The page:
MAPUTO, Mozambique, 27 January 2012 – In the course of two weeks in January, Mozambique was hit by tropical storm Dando and tropical cyclone Funso, which left significant structural damage in their wake and led to a total of 25 deaths. The two weather events, which followed in rapid succession, caused significant rainfall leading to flooding in many coastal areas.
At the 3rd of February village north of Maputo, a 60-80 meter stretch of the main north-south highway was washed away by the torrential Incomati river, disrupting all overland transport of goods and people from Saturday to the following Tuesday. Bus passengers and other travelers stranded on the road either had to return to where they came from or were offered the option of crossing the river in small boats.
Many coastal cities, including Maputo and Quelimane, experienced flooded streets and destroyed houses, whereas rural districts like Pebane and Maganja da Costa in Zambezia province saw major damage to schools, dwellings, roads and cultivated land caused by the category four cyclone Funso. The worst damage occurred in the Zambezia district of Nicoadala, where 66 houses collapsed, killing two people and seriously injuring three others. The storm swamped Quelimane, causing flooding in almost all the city’s neighborhoods, and in some cases the swirling waters have made it impossible to move from one neighborhood of the city to the next. Low lying neighborhoods in Beira, the provincial capital of Sofala, were also flooded, causing people to seek higher ground or moving in with relatives living in safer areas.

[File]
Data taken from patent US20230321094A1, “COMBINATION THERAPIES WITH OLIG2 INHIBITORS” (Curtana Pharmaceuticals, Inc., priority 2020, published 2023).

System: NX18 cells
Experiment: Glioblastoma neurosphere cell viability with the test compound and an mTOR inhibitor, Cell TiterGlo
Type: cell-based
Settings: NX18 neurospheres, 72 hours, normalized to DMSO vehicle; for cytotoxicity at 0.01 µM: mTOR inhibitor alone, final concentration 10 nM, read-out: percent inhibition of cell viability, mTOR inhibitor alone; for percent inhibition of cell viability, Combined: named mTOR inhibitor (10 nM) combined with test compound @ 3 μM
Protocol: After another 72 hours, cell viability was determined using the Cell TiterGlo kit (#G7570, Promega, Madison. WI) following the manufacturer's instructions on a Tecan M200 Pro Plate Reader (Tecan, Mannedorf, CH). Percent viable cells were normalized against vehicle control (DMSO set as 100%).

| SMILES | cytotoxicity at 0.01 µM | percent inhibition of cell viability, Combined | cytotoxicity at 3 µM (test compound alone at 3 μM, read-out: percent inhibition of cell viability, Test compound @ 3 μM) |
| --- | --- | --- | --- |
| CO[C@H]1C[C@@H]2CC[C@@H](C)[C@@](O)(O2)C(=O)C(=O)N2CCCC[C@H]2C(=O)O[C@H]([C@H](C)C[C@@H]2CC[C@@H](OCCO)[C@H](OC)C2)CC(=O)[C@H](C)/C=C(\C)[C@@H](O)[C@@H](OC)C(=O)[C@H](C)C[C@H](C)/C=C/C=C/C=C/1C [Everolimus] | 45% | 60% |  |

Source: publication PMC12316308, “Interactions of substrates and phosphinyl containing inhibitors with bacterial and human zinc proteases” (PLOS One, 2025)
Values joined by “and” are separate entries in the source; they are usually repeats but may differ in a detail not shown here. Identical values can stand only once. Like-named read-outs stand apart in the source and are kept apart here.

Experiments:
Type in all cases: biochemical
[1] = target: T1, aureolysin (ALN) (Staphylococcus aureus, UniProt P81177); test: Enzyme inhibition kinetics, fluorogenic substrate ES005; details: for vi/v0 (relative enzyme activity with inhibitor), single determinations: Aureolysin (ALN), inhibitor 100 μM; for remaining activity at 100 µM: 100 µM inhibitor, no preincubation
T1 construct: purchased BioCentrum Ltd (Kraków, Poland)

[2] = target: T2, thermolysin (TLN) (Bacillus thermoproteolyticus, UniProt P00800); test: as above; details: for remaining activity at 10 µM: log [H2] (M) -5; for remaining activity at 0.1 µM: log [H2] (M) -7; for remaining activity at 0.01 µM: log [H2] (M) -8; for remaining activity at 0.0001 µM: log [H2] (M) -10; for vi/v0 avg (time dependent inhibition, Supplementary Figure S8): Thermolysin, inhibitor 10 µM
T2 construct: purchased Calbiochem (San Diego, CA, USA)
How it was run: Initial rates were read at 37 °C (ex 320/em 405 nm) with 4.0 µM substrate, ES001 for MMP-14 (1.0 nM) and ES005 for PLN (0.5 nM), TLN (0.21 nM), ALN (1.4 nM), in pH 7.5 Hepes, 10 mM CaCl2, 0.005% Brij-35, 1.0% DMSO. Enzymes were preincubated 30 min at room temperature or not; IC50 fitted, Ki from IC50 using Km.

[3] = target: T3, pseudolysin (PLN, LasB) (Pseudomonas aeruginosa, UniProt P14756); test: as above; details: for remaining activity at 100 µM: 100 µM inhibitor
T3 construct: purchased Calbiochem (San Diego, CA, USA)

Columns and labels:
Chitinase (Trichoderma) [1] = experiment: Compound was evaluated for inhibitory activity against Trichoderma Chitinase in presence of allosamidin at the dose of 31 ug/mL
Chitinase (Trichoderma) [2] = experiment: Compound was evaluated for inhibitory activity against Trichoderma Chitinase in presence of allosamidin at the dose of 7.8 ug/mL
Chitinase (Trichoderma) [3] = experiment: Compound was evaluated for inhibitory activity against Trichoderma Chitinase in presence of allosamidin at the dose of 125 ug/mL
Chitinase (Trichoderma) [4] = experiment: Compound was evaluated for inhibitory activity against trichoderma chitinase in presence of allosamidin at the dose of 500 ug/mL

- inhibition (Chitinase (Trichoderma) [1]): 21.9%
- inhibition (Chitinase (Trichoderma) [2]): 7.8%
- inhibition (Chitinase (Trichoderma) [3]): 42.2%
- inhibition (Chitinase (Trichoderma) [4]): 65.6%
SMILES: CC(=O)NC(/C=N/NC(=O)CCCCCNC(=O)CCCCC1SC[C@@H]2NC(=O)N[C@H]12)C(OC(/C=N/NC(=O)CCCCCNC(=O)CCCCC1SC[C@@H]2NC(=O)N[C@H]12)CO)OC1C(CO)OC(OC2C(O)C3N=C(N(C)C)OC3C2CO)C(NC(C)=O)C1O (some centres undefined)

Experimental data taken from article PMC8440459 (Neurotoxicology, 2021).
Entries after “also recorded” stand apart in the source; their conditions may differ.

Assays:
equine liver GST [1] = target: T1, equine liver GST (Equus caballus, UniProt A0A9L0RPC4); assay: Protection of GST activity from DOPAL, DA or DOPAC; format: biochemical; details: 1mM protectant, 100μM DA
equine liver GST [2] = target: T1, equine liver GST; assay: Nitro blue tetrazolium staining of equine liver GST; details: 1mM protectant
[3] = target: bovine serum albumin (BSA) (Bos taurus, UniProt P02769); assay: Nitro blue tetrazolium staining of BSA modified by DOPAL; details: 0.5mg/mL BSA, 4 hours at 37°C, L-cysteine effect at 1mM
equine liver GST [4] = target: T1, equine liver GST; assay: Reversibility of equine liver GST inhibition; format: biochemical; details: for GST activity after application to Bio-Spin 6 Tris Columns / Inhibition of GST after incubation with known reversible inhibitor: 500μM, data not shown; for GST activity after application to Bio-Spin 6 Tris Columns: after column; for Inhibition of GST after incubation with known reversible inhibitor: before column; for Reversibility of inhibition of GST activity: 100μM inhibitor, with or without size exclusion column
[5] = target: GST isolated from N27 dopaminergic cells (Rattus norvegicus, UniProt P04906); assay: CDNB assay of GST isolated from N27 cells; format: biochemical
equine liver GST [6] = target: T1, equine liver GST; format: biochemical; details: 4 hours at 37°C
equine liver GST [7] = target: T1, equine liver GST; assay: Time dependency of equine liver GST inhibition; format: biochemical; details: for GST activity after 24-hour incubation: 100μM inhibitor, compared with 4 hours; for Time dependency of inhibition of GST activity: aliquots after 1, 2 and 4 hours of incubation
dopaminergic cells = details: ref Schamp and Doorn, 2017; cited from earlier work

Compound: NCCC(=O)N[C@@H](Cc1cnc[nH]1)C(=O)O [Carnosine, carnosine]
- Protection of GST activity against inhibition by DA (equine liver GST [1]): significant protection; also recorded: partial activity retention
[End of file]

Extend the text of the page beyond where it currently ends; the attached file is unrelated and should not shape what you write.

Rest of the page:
Overall, the response was swift, although some of the relief work was hampered by road access problems and continued bad weather. As soon as Dando, the first tropical depression, hit land, the National Disaster Management Institute (INGC) kicked into operation, organizing the emergency response to both storms and coordinating relief efforts. The emergency response in Mozambique is organized in ‘clusters’, each of which addresses a key area of response, such as health, education or water and sanitation. Each cluster is led by one of the organizations engaged in the response. By organizing the response through the clusters, coordination is improved and unnecessary overlap reduced, leading to a more efficient and effective response.
In comparison with other natural disasters in recent years, the impact of the two tropical weather events in January was limited and to some extent manageable. While tropical cyclone Funso was of significant force, it remained for the most part at sea, over the Mozambique Channel, thus limiting any devastation caused on land. Together, Dando and Funso proved that the emergency preparedness and response system is functioning and ready to step into action when needed.
For more information, please contact
Arild Drivdal, UNICEF Mozambique, tel. (+258) 21 481 100; email: email@example.com
Gabriel Pereira, UNICEF Mozambique, tel. (+258) 21 481 100; email: firstname.lastname@example.org